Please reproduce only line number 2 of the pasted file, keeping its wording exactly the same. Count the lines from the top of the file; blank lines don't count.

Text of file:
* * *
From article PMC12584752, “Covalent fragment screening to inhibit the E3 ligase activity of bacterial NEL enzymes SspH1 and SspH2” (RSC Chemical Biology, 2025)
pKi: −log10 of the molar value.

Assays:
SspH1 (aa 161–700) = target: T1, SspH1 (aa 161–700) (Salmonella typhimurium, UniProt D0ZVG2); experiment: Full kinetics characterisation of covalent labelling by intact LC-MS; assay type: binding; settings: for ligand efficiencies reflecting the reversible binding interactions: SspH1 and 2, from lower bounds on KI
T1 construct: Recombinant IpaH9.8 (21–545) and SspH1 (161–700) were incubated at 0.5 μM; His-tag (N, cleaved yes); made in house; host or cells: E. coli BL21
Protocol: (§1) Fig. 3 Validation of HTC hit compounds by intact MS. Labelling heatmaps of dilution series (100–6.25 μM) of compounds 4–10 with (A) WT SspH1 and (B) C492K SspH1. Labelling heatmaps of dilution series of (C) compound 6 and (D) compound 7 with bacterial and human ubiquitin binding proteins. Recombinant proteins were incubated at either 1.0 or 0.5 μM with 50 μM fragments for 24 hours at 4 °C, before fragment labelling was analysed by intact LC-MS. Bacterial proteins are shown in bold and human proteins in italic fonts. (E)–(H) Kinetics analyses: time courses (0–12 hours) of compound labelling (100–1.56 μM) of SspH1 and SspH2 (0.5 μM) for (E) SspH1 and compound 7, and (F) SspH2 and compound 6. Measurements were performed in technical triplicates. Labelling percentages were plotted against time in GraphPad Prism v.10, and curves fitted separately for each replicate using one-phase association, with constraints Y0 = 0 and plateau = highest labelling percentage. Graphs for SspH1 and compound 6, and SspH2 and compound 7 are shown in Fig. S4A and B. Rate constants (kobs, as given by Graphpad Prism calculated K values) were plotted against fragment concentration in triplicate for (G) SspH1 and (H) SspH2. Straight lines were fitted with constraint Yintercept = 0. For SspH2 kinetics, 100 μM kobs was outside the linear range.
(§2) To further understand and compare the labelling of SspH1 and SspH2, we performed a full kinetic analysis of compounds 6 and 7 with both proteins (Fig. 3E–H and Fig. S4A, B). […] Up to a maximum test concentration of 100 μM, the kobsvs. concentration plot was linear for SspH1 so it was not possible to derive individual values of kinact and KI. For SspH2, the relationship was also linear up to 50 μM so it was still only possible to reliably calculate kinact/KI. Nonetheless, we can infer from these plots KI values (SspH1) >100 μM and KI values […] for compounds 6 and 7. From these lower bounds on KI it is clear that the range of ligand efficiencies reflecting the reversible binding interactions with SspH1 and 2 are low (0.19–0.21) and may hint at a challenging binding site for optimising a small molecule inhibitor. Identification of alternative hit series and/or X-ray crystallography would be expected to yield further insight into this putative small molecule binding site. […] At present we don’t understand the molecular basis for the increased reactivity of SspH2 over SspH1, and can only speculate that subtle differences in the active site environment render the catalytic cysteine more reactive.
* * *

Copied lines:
pKi: −log10 of the molar value.